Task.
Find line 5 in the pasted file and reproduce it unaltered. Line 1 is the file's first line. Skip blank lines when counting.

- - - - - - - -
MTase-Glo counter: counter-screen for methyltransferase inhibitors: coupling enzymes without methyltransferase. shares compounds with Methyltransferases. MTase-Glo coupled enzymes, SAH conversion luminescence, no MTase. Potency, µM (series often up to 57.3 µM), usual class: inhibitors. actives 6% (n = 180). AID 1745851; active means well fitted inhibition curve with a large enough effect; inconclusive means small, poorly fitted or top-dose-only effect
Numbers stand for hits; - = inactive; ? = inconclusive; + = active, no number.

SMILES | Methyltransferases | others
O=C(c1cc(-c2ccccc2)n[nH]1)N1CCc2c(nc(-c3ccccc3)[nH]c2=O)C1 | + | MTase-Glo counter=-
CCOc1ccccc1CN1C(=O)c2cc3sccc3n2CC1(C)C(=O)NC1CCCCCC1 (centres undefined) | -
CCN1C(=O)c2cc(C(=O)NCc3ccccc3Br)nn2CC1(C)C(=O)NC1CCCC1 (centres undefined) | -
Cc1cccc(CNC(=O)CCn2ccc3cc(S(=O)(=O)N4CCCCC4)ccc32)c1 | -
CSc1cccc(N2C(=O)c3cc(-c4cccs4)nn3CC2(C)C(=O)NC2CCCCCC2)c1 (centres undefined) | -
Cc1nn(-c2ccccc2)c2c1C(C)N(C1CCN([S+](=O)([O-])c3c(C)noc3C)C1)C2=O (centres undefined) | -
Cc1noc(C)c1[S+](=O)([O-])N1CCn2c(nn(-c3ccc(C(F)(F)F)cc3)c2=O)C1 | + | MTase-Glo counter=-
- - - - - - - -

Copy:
CCOc1ccccc1CN1C(=O)c2cc3sccc3n2CC1(C)C(=O)NC1CCCCCC1 (centres undefined) | -